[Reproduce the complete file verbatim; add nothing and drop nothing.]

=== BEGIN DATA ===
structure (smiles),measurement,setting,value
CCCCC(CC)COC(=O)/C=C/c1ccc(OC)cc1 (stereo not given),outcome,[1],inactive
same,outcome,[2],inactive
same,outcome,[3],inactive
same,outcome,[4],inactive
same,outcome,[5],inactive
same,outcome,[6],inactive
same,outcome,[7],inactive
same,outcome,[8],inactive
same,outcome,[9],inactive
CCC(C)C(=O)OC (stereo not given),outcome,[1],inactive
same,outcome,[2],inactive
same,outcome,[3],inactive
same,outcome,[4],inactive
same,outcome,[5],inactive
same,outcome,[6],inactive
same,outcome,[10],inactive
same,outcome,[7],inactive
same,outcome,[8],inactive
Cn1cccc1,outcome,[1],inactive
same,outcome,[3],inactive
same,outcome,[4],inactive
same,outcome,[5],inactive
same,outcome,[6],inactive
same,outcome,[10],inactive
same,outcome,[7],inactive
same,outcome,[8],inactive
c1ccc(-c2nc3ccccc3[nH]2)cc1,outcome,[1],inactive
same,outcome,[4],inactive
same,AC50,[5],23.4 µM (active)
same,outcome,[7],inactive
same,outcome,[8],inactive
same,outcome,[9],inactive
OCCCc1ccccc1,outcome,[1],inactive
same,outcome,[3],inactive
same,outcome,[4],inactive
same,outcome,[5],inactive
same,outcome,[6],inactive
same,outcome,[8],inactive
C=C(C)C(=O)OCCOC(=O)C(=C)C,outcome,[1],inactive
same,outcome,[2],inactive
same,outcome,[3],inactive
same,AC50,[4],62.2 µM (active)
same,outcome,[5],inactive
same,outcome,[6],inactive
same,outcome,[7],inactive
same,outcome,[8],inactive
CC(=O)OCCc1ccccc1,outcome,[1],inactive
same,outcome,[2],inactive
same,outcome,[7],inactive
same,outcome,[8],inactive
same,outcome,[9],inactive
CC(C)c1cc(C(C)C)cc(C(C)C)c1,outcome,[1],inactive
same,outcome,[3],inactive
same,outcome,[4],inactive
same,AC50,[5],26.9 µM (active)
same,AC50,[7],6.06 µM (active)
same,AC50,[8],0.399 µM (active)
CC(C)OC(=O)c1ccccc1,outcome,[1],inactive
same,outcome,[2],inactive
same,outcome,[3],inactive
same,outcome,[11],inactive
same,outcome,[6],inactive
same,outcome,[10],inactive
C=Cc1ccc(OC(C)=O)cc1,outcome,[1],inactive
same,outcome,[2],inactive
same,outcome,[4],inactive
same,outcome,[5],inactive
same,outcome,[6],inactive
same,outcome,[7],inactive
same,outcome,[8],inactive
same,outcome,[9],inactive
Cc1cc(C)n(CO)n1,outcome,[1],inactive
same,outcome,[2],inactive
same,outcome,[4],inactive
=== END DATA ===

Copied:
structure (smiles),measurement,setting,value
CCCCC(CC)COC(=O)/C=C/c1ccc(OC)cc1 (stereo not given),outcome,[1],inactive
same,outcome,[2],inactive
same,outcome,[3],inactive
same,outcome,[4],inactive
same,outcome,[5],inactive
same,outcome,[6],inactive
same,outcome,[7],inactive
same,outcome,[8],inactive
same,outcome,[9],inactive
CCC(C)C(=O)OC (stereo not given),outcome,[1],inactive
same,outcome,[2],inactive
same,outcome,[3],inactive
same,outcome,[4],inactive
same,outcome,[5],inactive
same,outcome,[6],inactive
same,outcome,[10],inactive
same,outcome,[7],inactive
same,outcome,[8],inactive
Cn1cccc1,outcome,[1],inactive
same,outcome,[3],inactive
same,outcome,[4],inactive
same,outcome,[5],inactive
same,outcome,[6],inactive
same,outcome,[10],inactive
same,outcome,[7],inactive
same,outcome,[8],inactive
c1ccc(-c2nc3ccccc3[nH]2)cc1,outcome,[1],inactive
same,outcome,[4],inactive
same,AC50,[5],23.4 µM (active)
same,outcome,[7],inactive
same,outcome,[8],inactive
same,outcome,[9],inactive
OCCCc1ccccc1,outcome,[1],inactive
same,outcome,[3],inactive
same,outcome,[4],inactive
same,outcome,[5],inactive
same,outcome,[6],inactive
same,outcome,[8],inactive
C=C(C)C(=O)OCCOC(=O)C(=C)C,outcome,[1],inactive
same,outcome,[2],inactive
same,outcome,[3],inactive
same,AC50,[4],62.2 µM (active)
same,outcome,[5],inactive
same,outcome,[6],inactive
same,outcome,[7],inactive
same,outcome,[8],inactive
CC(=O)OCCc1ccccc1,outcome,[1],inactive
same,outcome,[2],inactive
same,outcome,[7],inactive
same,outcome,[8],inactive
same,outcome,[9],inactive
CC(C)c1cc(C(C)C)cc(C(C)C)c1,outcome,[1],inactive
same,outcome,[3],inactive
same,outcome,[4],inactive
same,AC50,[5],26.9 µM (active)
same,AC50,[7],6.06 µM (active)
same,AC50,[8],0.399 µM (active)
CC(C)OC(=O)c1ccccc1,outcome,[1],inactive
same,outcome,[2],inactive
same,outcome,[3],inactive
same,outcome,[11],inactive
same,outcome,[6],inactive
same,outcome,[10],inactive
C=Cc1ccc(OC(C)=O)cc1,outcome,[1],inactive
same,outcome,[2],inactive
same,outcome,[4],inactive
same,outcome,[5],inactive
same,outcome,[6],inactive
same,outcome,[7],inactive
same,outcome,[8],inactive
same,outcome,[9],inactive
Cc1cc(C)n(CO)n1,outcome,[1],inactive
same,outcome,[2],inactive
same,outcome,[4],inactive